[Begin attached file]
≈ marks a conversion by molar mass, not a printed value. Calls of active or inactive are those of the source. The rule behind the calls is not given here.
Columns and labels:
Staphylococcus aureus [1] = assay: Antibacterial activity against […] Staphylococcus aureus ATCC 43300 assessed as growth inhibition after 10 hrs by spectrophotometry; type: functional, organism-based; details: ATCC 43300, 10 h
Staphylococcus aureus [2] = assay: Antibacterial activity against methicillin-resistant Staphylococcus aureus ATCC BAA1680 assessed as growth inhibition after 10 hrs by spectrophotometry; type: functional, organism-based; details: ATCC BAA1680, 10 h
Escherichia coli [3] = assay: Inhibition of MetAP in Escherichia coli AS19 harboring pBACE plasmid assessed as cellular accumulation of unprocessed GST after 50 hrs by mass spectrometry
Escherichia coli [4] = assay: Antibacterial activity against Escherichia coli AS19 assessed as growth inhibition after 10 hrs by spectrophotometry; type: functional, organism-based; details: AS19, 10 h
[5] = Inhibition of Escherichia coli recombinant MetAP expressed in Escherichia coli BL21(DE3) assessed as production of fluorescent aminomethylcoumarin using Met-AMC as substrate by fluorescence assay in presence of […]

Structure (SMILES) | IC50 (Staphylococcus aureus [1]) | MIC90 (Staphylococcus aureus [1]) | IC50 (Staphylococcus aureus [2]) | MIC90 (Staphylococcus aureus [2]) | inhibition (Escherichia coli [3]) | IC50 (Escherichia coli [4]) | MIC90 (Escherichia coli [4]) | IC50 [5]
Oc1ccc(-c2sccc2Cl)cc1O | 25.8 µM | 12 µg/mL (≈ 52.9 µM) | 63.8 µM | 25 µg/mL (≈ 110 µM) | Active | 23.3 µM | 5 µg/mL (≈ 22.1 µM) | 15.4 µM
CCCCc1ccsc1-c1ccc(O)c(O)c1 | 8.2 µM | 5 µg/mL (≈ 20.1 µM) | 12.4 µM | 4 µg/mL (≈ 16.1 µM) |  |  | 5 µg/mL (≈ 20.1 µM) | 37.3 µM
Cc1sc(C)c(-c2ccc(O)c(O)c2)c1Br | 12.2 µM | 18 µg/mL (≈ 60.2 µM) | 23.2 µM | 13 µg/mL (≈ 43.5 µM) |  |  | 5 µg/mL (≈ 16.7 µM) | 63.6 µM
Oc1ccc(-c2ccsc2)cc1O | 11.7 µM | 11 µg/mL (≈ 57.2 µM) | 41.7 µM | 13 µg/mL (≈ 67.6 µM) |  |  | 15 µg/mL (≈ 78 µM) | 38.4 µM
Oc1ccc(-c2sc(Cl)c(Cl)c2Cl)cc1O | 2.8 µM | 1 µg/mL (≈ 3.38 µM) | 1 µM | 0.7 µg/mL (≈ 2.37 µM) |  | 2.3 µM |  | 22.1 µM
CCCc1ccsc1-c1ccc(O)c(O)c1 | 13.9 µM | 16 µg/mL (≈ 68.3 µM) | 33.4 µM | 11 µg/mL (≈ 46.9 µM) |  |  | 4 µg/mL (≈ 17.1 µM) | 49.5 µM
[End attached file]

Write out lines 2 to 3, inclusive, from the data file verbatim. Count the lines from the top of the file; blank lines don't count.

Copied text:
Columns and labels:
Staphylococcus aureus [1] = assay: Antibacterial activity against […] Staphylococcus aureus ATCC 43300 assessed as growth inhibition after 10 hrs by spectrophotometry; type: functional, organism-based; details: ATCC 43300, 10 h